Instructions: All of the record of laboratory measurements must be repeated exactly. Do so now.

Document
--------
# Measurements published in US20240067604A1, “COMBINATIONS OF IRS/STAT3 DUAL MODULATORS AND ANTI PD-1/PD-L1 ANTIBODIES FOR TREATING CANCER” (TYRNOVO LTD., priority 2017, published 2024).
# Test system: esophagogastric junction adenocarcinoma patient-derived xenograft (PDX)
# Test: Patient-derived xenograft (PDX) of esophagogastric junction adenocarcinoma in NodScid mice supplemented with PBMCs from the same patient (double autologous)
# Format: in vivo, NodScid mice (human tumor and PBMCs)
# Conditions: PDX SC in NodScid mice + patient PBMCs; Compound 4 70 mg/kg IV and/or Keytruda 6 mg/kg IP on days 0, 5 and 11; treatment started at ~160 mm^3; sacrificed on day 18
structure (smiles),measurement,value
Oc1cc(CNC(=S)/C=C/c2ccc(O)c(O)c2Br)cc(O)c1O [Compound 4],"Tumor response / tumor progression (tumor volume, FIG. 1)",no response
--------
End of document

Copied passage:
# Measurements published in US20240067604A1, “COMBINATIONS OF IRS/STAT3 DUAL MODULATORS AND ANTI PD-1/PD-L1 ANTIBODIES FOR TREATING CANCER” (TYRNOVO LTD., priority 2017, published 2024).
# Test system: esophagogastric junction adenocarcinoma patient-derived xenograft (PDX)
# Test: Patient-derived xenograft (PDX) of esophagogastric junction adenocarcinoma in NodScid mice supplemented with PBMCs from the same patient (double autologous)
# Format: in vivo, NodScid mice (human tumor and PBMCs)
# Conditions: PDX SC in NodScid mice + patient PBMCs; Compound 4 70 mg/kg IV and/or Keytruda 6 mg/kg IP on days 0, 5 and 11; treatment started at ~160 mm^3; sacrificed on day 18
structure (smiles),measurement,value
Oc1cc(CNC(=S)/C=C/c2ccc(O)c(O)c2Br)cc(O)c1O [Compound 4],"Tumor response / tumor progression (tumor volume, FIG. 1)",no response